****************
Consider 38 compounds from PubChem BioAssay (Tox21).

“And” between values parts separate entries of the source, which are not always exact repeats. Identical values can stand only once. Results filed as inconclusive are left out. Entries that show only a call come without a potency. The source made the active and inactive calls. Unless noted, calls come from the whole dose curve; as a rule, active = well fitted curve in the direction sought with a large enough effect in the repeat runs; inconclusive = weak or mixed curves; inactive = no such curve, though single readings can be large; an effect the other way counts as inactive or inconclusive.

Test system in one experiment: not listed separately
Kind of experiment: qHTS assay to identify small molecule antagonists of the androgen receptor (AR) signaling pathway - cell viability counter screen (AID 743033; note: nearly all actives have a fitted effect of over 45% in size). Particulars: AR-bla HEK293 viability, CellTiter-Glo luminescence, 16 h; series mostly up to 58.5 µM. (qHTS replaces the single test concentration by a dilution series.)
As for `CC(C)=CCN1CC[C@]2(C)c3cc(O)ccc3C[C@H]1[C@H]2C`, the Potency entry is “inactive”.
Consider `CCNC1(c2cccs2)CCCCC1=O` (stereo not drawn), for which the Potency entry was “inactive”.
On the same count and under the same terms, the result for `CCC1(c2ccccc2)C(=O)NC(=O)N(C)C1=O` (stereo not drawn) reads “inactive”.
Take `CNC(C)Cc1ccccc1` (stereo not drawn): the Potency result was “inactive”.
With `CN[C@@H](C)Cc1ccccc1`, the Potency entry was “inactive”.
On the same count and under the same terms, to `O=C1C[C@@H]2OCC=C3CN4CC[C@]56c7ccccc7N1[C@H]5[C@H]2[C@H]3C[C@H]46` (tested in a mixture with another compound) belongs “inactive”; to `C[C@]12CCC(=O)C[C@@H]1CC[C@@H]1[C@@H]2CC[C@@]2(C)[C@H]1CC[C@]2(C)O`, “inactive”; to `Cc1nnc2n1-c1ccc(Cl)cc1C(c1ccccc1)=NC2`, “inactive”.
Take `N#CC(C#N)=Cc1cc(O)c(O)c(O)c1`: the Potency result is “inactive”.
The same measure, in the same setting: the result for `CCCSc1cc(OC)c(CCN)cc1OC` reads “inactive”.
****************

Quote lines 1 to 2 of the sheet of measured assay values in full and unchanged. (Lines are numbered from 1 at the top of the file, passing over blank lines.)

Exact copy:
Consider 38 compounds from PubChem BioAssay (Tox21).

“And” between values parts separate entries of the source, which are not always exact repeats. Identical values can stand only once. Results filed as inconclusive are left out. Entries that show only a call come without a potency. The source made the active and inactive calls. Unless noted, calls come from the whole dose curve; as a rule, active = well fitted curve in the direction sought with a large enough effect in the repeat runs; inconclusive = weak or mixed curves; inactive = no such curve, though single readings can be large; an effect the other way counts as inactive or inconclusive.